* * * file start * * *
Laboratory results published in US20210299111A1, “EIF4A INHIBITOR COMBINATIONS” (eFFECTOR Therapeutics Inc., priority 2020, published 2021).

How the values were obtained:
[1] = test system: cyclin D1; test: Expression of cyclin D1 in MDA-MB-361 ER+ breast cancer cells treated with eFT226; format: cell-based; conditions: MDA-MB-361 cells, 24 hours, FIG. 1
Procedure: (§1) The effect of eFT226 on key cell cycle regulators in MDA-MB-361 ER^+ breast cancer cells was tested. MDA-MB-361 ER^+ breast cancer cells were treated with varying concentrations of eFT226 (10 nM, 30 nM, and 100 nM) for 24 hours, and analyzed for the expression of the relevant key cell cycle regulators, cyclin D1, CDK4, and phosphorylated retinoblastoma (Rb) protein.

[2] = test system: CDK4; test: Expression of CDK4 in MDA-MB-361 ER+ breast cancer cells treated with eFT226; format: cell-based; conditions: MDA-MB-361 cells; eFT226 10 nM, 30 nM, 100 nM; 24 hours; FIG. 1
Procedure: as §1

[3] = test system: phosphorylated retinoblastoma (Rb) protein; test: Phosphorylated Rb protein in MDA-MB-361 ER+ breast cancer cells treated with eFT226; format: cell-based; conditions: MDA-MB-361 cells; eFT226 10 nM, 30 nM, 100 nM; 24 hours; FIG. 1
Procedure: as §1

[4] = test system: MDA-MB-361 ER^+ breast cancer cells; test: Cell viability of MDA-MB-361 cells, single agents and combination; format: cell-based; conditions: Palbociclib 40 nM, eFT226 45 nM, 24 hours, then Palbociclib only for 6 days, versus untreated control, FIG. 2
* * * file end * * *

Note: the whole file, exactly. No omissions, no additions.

Laboratory results published in US20210299111A1, “EIF4A INHIBITOR COMBINATIONS” (eFFECTOR Therapeutics Inc., priority 2020, published 2021).

How the values were obtained:
[1] = test system: cyclin D1; test: Expression of cyclin D1 in MDA-MB-361 ER+ breast cancer cells treated with eFT226; format: cell-based; conditions: MDA-MB-361 cells, 24 hours, FIG. 1
Procedure: (§1) The effect of eFT226 on key cell cycle regulators in MDA-MB-361 ER^+ breast cancer cells was tested. MDA-MB-361 ER^+ breast cancer cells were treated with varying concentrations of eFT226 (10 nM, 30 nM, and 100 nM) for 24 hours, and analyzed for the expression of the relevant key cell cycle regulators, cyclin D1, CDK4, and phosphorylated retinoblastoma (Rb) protein.

[2] = test system: CDK4; test: Expression of CDK4 in MDA-MB-361 ER+ breast cancer cells treated with eFT226; format: cell-based; conditions: MDA-MB-361 cells; eFT226 10 nM, 30 nM, 100 nM; 24 hours; FIG. 1
Procedure: as §1

[3] = test system: phosphorylated retinoblastoma (Rb) protein; test: Phosphorylated Rb protein in MDA-MB-361 ER+ breast cancer cells treated with eFT226; format: cell-based; conditions: MDA-MB-361 cells; eFT226 10 nM, 30 nM, 100 nM; 24 hours; FIG. 1
Procedure: as §1

[4] = test system: MDA-MB-361 ER^+ breast cancer cells; test: Cell viability of MDA-MB-361 cells, single agents and combination; format: cell-based; conditions: Palbociclib 40 nM, eFT226 45 nM, 24 hours, then Palbociclib only for 6 days, versus untreated control, FIG. 2